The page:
Above average temperatures probable this winter


File photo

Soon we’ll all be jumping into winter

Dec. 1 was the official start of meteorological winter – astronomical winter begins in about 3 weeks.

Meteorological Fall 2021 is in the books and what was the verdict? It was warmer than normal and just about average in terms of precipitation during the autumn season in New Hampshire.

The warmer temperatures were predicted by the climate models. The precipitation was leaning a little on the wetter side but it appears November ultimately tipped the scales back to just below average. September was above average (by about 0.50 inches) and October was just about average and November was below average.

The average temperature in November was 1.5 degrees above average (thanks to a few days where we basked in the 70’s!) while precipitation was almost 2 inches below average.

Most of this deficit in precipitation was due to a lack of snowfall. Concord only saw 0.4 inches compared to the average of 2.5 inches that is normally expected during this month. Concord is where the climate records are measured and kept for the entire state.

So will this warm and dry trend persist over the next month? The entire winter? Well I have gazed into my crystal ball and it’s a tale that will be a relief for some and a tragedy for others.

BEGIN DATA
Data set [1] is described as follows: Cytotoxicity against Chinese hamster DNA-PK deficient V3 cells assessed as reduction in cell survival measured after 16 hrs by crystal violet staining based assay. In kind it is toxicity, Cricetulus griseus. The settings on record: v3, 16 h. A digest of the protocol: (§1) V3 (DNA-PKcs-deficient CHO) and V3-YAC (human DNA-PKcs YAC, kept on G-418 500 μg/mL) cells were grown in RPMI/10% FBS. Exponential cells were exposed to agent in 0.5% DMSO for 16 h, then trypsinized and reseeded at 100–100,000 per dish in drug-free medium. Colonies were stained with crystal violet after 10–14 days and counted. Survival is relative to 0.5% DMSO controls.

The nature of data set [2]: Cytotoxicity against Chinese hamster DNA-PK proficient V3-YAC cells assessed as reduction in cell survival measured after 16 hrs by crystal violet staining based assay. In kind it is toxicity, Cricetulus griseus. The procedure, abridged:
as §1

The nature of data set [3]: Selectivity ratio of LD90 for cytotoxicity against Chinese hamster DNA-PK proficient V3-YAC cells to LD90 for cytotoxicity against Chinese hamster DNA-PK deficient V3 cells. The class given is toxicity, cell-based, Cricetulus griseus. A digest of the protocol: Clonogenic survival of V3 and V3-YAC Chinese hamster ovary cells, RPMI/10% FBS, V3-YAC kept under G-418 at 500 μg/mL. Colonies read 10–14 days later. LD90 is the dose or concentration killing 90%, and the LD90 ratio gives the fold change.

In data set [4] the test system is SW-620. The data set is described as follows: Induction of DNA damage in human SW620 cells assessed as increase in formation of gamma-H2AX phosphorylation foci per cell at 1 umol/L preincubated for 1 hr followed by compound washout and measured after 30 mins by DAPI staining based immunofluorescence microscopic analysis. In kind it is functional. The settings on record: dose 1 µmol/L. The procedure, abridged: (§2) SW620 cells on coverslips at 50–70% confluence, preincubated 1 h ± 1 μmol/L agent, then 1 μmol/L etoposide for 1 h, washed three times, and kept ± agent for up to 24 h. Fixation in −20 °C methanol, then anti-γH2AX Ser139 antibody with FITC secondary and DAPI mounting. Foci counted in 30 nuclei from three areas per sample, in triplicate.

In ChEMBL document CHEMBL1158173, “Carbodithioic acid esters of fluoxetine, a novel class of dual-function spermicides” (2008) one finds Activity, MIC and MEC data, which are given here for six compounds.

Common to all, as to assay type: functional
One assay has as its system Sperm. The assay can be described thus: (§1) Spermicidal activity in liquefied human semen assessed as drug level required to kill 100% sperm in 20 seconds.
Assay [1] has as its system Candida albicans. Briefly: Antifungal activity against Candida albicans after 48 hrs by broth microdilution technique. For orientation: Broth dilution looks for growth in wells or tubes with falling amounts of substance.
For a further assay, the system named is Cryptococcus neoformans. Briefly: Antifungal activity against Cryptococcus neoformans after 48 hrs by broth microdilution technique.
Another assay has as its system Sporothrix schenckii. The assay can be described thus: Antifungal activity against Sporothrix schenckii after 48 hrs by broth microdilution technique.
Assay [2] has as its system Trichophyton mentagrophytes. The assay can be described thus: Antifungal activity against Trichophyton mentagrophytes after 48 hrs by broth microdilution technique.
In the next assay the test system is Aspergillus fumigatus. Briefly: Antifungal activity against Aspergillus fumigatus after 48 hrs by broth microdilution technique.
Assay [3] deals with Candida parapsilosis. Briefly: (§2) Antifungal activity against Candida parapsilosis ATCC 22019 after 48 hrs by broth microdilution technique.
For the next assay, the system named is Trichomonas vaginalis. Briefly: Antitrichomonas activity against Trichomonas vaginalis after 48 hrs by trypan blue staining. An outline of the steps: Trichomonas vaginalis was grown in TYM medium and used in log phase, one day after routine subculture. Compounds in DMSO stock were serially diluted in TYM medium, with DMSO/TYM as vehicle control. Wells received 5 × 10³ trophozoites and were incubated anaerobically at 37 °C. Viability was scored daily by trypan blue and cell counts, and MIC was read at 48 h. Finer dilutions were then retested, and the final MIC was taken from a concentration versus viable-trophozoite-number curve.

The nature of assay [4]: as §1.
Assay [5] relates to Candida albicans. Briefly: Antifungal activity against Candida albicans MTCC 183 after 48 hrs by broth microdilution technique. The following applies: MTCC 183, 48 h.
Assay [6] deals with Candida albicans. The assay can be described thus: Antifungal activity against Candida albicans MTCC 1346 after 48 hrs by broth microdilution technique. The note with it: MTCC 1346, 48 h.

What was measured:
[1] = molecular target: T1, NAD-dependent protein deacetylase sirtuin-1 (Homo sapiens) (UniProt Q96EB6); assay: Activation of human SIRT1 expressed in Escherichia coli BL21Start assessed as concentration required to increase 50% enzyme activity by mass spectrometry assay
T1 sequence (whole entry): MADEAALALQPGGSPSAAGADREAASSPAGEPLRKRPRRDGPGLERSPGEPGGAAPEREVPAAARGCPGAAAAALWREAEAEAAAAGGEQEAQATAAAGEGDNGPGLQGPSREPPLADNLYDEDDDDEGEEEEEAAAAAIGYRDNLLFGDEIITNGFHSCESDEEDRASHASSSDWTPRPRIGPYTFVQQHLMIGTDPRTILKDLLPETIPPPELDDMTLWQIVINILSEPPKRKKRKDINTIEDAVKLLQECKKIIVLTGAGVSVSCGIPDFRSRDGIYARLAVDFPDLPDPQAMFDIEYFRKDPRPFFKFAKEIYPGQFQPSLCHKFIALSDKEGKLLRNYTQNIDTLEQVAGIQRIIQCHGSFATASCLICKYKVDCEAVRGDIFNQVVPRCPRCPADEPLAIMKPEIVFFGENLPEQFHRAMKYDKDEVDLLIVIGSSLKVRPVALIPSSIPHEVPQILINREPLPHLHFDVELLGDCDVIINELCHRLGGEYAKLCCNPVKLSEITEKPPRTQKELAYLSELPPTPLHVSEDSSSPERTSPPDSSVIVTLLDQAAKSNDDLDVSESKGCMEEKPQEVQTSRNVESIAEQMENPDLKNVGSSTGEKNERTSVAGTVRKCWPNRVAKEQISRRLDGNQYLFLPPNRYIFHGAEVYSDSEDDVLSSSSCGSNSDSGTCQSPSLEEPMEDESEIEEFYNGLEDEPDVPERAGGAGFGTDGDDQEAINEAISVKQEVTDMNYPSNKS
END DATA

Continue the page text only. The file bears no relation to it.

December 2021 actually looks like it may resemble a normal December! Or at least the first half of it…. with average/slightly below average temperatures and increased precipitation chances.

Next Wednesday/Thursday, Dec. 8/9, looks like maybe our first state-wide snow event! Time will tell if this actually materializes but the possibility is certainly there right now…

But then a shift in the pattern – a warming shift I’m sorry to say. Here’s the true outlook for Winter 2022.

National Weather Service

It’s almost a carbon copy of Fall 2021. New Hampshire looks to experience a 50-60% chance of above average temperatures (likely above average). That’s a pretty high probability.

And “equal chances” of precipitation where there may be periods of increased moisture and periods of extended dry conditions – just like during the fall season.

Now, will there be snow storms? Absolutely. Will there be times when the temperatures are frigid and bitingly cold? Yes. It just doesn’t appear that these conditions (at this time) will be the widespread normal conditions.

There are quite a few atmospheric circulation features (the jet stream, large-scale pressure system and La Nina) that are responsible for this pattern we are in. It looks like some major shifts would be needed to get us back to a normal winter.

National Weather Service

It could happen but now that winter is upon us and the models are locking in on this warmer, dryer pattern…this warm/dry winter pattern is becoming more of a reality than just a mere prediction at this point.

I know this flies in the face of the winter forecast of the Farmer’s Almanac and that is why I lovely referred to it as a prophetic book of lies.

The Almanac appears to have put all its chips in on a pattern change that looks unlikely to occur. That is a risky move in a highly variable field of science.

That is also the hazard of making a weather forecast months in advance.